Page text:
by geekmux (#49526097) Attached to: YouTube Going Dark On Older Devices

So now even my television set has an expected lifetime of less then 3 years?

Yes. Along with your car that came with all those fancy in-dash electronic systems standard that are now obsolete.

Along with your DVD and Blu-Ray players. They're all so "smart" these days too.

Never rely on google anymore.

Yes, because they're the only vendor in the game...Riiiight.

Good luck narrowing down the manufacturer to blame when IoT takes over. You think obsolescence is bad now..

Comment: Re:Stripped down version (Score 4, Insightful) 129

by geekmux (#49526063) Attached to: YouTube Going Dark On Older Devices

So offer people with older devices a version without those features.

Do you recall the last time you saw a "dumb" DVD or Blu-Ray player for sale that did not have "those" features?

Yeah, me neither. Seems they outlawed them.

TVs aren't far behind either, and soon neither will cars. What was a $20,000 base model that had these things called "options" has now become the $30,000 "base" model with all this in-dash/online crap standard.

After all, shouldn't everyone need to upgrade their new car/TV/appliance as often as your smartphone due to obsolescence?

Vendors think so.

Comment: Re:Our customers won't know (Score 1) 107

by geekmux (#49513701) Attached to: D-Link Apologizes For Router Security

The majority of our customers have no idea how routers work, let alone that they can update its firmware. When we explain that a router is a mini-computer that offers a high level of control to them, some of their eyes glaze over as they think a port is what you plug a cable into. When told that firmware can be updated using DD-WRT or the latest OEM version to patch vulnerabilities, only a few understand how to do this, even when we explain it to them. We do offer to perform the work for them, but most don't care unless their router is acting wonky. Unless D-Link sends letters, not an email that would likely be perceived as spam, to registered owners with simple instructions on how to update firmware. very few of their routers will be patched in the real world.

Yes, this is absolutely true.

But, more importantly, consumers SHOULDN'T HAVE TO patch the firmware in their routers. No software is perfect, but this is just getting ridiculous. It's not just D-Link, even though they may be among the worst of the worst, there is now a complete disregard, industry wide, for even the most basic standards of quality.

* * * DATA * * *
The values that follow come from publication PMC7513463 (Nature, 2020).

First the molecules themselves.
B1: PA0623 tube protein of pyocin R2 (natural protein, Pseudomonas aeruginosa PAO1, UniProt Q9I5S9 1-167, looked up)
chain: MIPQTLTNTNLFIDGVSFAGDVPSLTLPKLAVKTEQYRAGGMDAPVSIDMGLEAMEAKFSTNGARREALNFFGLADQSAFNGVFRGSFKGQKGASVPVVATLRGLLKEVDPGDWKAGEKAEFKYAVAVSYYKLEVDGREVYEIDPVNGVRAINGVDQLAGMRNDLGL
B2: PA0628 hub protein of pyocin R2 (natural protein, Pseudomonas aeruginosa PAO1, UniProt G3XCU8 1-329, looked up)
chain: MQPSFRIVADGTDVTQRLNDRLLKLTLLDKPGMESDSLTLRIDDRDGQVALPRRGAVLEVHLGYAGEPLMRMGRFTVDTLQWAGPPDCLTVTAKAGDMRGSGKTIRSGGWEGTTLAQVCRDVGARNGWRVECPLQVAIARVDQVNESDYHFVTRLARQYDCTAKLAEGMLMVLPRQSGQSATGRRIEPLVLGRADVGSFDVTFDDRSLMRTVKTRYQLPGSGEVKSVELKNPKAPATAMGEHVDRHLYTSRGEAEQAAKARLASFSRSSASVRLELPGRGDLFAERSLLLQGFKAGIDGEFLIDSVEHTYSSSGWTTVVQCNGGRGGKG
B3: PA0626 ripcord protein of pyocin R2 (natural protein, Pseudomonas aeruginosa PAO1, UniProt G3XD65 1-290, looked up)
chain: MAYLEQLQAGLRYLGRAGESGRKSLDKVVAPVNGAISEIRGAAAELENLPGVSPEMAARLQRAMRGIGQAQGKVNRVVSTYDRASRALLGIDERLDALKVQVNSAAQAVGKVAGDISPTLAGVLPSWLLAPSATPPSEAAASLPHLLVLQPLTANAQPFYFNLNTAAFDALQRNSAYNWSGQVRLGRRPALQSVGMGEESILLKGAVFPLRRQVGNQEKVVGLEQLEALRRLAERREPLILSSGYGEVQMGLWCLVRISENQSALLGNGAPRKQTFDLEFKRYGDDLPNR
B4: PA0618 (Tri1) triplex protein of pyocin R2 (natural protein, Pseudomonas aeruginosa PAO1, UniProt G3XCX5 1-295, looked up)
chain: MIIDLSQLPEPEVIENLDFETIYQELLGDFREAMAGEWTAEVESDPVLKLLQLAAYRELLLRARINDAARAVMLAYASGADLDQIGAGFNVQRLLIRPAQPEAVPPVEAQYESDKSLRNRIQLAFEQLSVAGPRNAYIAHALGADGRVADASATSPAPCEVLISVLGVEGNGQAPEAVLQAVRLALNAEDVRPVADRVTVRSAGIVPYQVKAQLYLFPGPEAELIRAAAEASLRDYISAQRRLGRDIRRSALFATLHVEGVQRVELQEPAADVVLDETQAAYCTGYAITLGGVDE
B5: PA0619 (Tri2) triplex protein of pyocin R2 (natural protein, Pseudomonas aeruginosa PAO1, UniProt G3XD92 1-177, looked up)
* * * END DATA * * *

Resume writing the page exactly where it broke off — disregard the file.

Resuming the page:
And yet one quality standard of mine is the old mantra that if it is not broken, don't fix it, which runs in direct conflict against the idea of vendors pushing automated updates, especially to devices that can and will destroy the LAN and WAN connections.

I'm wondering where this conversation would be if TFA was titled "D-Link new automated update service pushes out patch, bricks 100,000 routers at once."

Basic standards of quality would be assuming the vendor is more than willing to support that 2-year old router you "just bought" by keeping people on staff to monitor it for hardware or software know, instead of saying Fuck you Very Much by simply telling you to go buy more of their product by getting a newer (supported) version.

For the average $99 consumer router, which support path do YOU think vendors are more likely to take? Or more to the point, how much are you willing to spend on a new (well-supported) router/firewall? $300? Is $400 too much to ask for the device that protects ALL of your other computing devices? Oddly enough, almost every single consumer thinks so. Even the ones standing in line to pre-order a $500 smartwatch.

Someone is unenthusiastic about your work.